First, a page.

The dual public health and economic crises only exacerbated the suffering of 1.4 million or so New York City residents.
By Ariama C. Long
The Plaza square is sandwiched between a renovated milk bottling plant, an Applebees, and the Billie Holiday Theatre in the Bedford-Stuyvesant neighborhood of Brooklyn. Layered deck-like stairs lead up from the street to the tables and stages that lookout at famed Marcy Avenue and Fulton Street. On a sunny Wednesday in September, there was a long line of people, some Brooklynites, some just hungry New Yorkers. All waiting for hours, looking depressingly out of place in the Bedstuy Restoration Plaza square.
Many were elderly men and women, some with soft or strong accents, a reminder that they have called another country home. June Feddoes, 55, a nursing home worker who lives in the neighborhood was one of them. She was wearing a scarf on her head, orange scrubs, a face mask and a large Patagonia backpack.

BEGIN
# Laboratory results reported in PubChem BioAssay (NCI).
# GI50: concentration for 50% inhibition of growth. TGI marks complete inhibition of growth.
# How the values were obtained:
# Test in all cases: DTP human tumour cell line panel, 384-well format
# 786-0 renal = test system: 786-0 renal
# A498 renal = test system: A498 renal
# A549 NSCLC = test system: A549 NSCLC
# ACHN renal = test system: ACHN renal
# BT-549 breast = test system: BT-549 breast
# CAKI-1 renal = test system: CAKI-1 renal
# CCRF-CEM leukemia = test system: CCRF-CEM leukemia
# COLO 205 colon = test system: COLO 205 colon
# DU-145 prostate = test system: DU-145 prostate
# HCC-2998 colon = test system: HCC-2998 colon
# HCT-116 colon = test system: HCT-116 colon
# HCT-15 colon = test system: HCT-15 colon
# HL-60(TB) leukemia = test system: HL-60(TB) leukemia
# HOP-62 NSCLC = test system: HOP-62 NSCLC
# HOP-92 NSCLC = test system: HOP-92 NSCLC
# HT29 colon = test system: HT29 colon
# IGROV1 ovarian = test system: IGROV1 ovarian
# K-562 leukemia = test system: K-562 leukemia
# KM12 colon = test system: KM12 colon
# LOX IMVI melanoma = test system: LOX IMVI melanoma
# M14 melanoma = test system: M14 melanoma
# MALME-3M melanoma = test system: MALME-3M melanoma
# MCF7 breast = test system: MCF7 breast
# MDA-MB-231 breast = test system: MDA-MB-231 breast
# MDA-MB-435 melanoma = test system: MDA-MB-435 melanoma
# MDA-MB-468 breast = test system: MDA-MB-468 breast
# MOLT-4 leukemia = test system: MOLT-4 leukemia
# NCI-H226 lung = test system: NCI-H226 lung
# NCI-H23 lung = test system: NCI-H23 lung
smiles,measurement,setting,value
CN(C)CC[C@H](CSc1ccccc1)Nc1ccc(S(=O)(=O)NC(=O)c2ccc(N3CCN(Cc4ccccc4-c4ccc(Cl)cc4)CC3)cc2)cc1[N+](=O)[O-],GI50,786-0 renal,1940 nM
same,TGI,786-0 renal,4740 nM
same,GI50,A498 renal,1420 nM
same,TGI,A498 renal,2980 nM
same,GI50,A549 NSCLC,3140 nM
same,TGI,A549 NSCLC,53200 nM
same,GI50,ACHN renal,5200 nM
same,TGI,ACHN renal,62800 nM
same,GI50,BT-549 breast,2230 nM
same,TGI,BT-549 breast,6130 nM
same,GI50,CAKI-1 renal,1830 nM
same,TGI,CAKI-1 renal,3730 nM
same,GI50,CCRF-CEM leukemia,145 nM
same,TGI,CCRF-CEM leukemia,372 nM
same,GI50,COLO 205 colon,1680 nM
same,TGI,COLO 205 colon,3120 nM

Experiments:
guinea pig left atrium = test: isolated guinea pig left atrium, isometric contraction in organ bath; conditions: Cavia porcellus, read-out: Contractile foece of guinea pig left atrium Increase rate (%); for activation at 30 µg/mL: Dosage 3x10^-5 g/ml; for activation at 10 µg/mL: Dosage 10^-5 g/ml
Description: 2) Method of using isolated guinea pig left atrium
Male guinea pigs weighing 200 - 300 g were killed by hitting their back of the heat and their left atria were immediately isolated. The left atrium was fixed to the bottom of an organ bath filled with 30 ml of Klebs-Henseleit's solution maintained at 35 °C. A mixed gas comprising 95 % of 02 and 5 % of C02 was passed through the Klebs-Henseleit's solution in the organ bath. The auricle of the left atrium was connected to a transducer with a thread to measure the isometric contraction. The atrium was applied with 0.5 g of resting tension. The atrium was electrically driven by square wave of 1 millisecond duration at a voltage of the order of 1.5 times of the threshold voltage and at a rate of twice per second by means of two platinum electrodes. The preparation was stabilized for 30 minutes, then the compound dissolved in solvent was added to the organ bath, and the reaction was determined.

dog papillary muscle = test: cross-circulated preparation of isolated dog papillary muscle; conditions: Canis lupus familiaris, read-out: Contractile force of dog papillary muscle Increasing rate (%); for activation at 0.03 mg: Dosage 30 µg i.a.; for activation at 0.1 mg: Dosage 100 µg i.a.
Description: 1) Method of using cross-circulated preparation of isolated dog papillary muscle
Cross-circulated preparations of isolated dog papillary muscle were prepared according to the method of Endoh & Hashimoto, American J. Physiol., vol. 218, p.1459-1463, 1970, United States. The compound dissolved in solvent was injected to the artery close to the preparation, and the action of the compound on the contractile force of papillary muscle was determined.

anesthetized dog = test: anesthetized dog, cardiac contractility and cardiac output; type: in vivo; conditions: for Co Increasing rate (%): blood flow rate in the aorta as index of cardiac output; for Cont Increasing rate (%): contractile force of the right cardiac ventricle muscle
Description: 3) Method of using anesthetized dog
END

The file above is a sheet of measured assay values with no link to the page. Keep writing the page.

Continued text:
“Places like this is very important for people like me, you know, single woman, single mother. It does always make a difference. I’ve been going to food pantry ever since I came to this country and didn’t have a green card,” said Feddoes, who moved to New York from Saint Vincent in the Caribbean when she was 15 years old.